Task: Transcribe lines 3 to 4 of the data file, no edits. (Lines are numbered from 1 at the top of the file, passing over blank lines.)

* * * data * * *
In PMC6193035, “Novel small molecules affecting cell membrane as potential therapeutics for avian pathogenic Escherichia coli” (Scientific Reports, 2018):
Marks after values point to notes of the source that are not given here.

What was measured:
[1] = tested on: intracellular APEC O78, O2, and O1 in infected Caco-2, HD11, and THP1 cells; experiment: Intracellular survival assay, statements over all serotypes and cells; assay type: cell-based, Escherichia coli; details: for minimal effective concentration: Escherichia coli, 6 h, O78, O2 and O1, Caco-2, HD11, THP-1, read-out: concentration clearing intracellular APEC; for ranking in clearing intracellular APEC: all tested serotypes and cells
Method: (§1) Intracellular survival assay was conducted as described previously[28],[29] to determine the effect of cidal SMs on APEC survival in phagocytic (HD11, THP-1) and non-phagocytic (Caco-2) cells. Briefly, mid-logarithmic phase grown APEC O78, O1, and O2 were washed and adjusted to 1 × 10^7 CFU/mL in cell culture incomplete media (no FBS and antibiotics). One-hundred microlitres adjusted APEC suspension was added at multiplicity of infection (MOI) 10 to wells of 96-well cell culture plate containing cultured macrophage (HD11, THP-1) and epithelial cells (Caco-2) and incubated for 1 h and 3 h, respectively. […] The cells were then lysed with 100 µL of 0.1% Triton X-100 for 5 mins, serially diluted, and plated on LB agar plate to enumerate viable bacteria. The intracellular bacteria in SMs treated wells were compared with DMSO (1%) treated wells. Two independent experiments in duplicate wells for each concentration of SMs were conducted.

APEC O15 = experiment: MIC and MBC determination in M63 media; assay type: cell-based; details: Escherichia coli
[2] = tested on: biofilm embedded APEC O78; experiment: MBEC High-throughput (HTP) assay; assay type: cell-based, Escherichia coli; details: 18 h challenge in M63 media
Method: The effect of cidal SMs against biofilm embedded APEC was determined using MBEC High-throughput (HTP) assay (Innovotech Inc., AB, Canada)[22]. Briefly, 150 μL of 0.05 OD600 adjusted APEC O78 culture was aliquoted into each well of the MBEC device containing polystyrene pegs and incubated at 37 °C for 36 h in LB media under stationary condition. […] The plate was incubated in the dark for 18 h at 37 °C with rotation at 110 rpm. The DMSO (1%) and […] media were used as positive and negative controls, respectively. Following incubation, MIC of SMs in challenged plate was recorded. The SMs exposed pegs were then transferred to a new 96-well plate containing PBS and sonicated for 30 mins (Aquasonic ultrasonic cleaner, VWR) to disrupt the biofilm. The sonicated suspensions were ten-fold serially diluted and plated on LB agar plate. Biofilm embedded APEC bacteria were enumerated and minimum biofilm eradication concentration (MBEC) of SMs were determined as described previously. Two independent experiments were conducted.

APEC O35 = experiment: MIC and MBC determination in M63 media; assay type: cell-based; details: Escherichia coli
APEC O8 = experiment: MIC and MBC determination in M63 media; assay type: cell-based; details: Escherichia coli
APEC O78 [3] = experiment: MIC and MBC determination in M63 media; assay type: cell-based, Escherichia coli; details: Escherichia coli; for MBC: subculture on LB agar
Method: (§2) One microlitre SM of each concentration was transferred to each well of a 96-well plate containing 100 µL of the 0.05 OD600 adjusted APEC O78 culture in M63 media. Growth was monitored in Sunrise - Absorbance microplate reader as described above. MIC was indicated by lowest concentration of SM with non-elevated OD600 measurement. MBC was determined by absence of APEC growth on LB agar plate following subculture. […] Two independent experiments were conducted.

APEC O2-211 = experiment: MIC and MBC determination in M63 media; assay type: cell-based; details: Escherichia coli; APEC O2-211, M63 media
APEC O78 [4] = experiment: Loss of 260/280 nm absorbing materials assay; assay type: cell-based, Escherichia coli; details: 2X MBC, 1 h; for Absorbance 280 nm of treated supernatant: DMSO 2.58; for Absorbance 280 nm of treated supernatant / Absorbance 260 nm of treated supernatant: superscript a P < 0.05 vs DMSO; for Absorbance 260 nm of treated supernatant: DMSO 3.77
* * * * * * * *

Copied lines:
What was measured:
[1] = tested on: intracellular APEC O78, O2, and O1 in infected Caco-2, HD11, and THP1 cells; experiment: Intracellular survival assay, statements over all serotypes and cells; assay type: cell-based, Escherichia coli; details: for minimal effective concentration: Escherichia coli, 6 h, O78, O2 and O1, Caco-2, HD11, THP-1, read-out: concentration clearing intracellular APEC; for ranking in clearing intracellular APEC: all tested serotypes and cells